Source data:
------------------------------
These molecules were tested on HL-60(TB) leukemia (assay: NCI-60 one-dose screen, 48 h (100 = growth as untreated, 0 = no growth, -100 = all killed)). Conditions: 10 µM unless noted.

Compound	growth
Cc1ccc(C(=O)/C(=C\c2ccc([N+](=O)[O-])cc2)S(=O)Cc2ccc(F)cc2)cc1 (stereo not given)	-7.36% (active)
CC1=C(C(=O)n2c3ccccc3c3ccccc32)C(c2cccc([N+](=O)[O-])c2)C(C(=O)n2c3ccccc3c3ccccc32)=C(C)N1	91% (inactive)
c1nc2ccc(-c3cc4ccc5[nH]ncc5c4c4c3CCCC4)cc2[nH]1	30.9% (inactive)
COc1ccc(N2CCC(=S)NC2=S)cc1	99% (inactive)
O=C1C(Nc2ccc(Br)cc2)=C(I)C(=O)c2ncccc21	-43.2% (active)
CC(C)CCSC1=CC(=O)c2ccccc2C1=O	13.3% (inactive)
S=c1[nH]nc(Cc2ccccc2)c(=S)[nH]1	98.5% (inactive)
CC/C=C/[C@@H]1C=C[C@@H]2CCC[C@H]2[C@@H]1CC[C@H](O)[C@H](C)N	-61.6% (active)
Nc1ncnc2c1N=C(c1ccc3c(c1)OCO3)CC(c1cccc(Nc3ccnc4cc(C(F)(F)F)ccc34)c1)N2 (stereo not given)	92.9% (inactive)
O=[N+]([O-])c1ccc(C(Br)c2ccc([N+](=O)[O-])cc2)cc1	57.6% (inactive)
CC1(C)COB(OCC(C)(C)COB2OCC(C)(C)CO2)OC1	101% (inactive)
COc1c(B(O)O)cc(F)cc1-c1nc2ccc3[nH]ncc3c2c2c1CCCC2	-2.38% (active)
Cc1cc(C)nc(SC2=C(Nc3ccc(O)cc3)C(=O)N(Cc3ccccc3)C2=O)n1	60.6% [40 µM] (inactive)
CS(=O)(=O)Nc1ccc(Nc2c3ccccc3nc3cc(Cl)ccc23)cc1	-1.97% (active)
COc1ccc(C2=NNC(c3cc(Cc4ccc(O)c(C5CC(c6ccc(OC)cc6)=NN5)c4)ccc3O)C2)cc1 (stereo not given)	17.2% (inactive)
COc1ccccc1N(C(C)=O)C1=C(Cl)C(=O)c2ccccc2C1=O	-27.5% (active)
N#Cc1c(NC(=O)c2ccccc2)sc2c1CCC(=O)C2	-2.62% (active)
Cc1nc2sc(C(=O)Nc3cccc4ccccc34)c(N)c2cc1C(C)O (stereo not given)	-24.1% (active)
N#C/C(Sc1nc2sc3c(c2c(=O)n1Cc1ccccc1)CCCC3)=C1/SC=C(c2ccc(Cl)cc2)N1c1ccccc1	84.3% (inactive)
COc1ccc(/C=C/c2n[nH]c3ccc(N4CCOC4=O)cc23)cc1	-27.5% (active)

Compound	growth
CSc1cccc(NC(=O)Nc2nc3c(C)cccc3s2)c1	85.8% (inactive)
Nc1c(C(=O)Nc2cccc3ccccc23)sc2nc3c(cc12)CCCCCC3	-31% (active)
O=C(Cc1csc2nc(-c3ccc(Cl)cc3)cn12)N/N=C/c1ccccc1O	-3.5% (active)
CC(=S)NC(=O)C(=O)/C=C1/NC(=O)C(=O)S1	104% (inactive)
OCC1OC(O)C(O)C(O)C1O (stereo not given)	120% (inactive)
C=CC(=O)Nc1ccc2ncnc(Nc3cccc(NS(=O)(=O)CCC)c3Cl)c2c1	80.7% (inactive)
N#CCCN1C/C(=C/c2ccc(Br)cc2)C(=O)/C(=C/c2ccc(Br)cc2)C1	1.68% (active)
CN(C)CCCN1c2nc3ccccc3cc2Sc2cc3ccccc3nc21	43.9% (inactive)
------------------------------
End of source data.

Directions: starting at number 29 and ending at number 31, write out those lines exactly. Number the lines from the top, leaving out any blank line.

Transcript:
C=CC(=O)Nc1ccc2ncnc(Nc3cccc(NS(=O)(=O)CCC)c3Cl)c2c1	80.7% (inactive)
N#CCCN1C/C(=C/c2ccc(Br)cc2)C(=O)/C(=C/c2ccc(Br)cc2)C1	1.68% (active)
CN(C)CCCN1c2nc3ccccc3cc2Sc2cc3ccccc3nc21	43.9% (inactive)